Sending Text Messages

You can send SMS messages using the Messages panel. No need to pick up your Android and type messages in; participate in a conversation right from your web browser.

The Contacts and Call Logs panels allow you to browse your Android’s contacts and view its call history.

Playing Music

The Music panel allows you to use your Android device as a jukebox. Search for music and play it — you’ll get a widget that stays on AirDroid’s home screen.

The same Export and Import options allow you to transfer music files to and from your device.

Ring tones can be managed separately from the Ringtones panel

Viewing Photos

Use the Photos panel to show off photos on your monitor instead of your Android’s small screen.

Managing Apps

From the Apps screen, you can view your device’s installed apps. You can search for specific apps, or sort them by their size or installation date.

Use the Uninstall button to remove an app or the Export button to download it as an APK file to your computer.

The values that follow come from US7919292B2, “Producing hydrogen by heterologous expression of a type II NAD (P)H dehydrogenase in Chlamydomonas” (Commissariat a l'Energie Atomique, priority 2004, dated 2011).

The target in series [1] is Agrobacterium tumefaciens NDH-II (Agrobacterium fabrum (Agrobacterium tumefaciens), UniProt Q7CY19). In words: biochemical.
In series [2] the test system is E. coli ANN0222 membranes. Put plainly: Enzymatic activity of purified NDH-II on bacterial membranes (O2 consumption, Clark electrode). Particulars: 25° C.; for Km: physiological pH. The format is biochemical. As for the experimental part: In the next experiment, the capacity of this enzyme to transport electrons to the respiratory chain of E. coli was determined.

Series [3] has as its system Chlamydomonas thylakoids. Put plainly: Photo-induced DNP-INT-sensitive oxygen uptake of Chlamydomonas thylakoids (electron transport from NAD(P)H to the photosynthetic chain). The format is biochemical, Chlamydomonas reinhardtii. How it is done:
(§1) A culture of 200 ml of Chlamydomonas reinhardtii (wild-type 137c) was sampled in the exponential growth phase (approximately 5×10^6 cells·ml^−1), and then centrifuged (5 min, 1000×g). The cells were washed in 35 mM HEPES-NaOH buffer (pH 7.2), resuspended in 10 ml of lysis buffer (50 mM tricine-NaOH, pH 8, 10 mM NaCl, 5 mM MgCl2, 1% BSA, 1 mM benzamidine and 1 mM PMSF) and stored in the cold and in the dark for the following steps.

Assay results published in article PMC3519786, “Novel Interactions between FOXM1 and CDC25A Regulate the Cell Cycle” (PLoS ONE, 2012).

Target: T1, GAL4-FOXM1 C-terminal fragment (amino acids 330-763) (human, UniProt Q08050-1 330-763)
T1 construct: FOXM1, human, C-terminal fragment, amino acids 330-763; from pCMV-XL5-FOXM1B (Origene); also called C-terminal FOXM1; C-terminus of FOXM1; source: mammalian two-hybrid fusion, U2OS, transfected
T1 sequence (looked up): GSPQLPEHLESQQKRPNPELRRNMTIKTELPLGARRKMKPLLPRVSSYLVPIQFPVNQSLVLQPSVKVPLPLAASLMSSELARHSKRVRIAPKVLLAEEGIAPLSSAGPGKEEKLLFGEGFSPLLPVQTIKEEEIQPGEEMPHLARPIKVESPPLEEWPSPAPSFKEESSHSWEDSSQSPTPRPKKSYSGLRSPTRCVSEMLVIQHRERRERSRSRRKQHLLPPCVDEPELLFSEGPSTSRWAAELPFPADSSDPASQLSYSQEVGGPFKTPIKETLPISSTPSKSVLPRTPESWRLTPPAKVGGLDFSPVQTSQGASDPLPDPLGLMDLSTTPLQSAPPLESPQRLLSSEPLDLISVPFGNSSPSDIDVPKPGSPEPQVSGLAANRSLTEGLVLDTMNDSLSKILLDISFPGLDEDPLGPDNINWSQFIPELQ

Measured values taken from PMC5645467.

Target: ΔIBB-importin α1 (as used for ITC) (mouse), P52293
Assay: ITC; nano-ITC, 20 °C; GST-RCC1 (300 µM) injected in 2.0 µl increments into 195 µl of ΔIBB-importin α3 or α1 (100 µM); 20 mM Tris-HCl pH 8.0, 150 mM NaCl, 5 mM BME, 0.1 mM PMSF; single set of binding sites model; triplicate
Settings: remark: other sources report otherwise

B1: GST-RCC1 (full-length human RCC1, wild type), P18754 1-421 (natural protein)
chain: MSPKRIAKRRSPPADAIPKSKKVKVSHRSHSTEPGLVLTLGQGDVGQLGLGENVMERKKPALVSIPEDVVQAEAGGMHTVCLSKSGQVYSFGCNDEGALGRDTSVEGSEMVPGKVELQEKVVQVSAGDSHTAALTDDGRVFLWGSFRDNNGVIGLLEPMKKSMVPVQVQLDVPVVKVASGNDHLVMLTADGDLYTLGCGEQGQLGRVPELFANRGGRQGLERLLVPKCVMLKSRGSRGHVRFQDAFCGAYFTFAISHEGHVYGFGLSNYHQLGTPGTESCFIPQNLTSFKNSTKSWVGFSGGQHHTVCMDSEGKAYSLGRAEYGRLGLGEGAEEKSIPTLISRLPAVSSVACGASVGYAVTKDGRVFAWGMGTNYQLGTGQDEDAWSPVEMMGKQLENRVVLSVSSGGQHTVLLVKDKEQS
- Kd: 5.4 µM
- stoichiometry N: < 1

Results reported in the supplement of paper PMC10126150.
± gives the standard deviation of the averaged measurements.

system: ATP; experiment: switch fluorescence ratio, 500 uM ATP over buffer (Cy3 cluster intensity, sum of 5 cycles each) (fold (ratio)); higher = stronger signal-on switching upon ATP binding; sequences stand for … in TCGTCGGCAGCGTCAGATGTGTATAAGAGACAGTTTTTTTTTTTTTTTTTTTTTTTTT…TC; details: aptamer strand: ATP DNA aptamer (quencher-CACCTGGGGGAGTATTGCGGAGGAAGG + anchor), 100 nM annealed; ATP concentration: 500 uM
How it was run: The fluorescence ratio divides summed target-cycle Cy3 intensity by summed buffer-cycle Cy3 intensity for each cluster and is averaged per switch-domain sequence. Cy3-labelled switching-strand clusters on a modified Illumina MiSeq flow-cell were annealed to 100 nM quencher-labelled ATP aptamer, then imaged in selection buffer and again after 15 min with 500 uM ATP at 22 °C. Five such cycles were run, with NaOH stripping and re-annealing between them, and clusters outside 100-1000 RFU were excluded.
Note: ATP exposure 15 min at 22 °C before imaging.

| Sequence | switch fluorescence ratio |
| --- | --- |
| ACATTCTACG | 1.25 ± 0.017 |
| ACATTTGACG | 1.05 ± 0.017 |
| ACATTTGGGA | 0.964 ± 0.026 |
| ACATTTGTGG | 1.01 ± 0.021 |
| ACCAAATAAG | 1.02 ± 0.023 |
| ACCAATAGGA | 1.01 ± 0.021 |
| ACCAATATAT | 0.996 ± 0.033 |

If you want to install an app from an APK file, use the Install App button to upload it to your device and install it. To install apps from the Android Market, click the Market icon.

You’ll have to confirm each app removal and installation by tapping the option on your Android’s screen.

Using the Clipboard

If you want to copy and paste between your computer and your Android, use the Clipboard option. The From Device button copies the clipboard from your device into the clipboard box. The To Device button sends the text in the box to the Android clipboard.

Now you’re ready to replace your USB cable with your web browser. If it wasn’t for charging, you’d never have to touch your Android’s USB cable again.


How to Install Android Apps to the SD Card by Default & Move Almost Any App to the SD Card


Android apps install to the internal storage by default, but you can also set the SD card as your default install location. This trick allows you to move almost any app to the SD card – no root access required.

This tweak requires Android 2.2 or later. To change the default install location, you’ll need to use the ADB, or Android Debug Bridge, utility included with Google’s Android SDK.

Enable USB Debugging

First, you’ll need to enable USB debugging on your Android device. Open the Settings screen, tap Applications, and select Development.

Tap the USB Debugging checkbox to enable it. This will enable debug mode, allowing you to change the settings on your Android device from your computer. You may want to disable debug mode after completing this process.

Install the Android SDK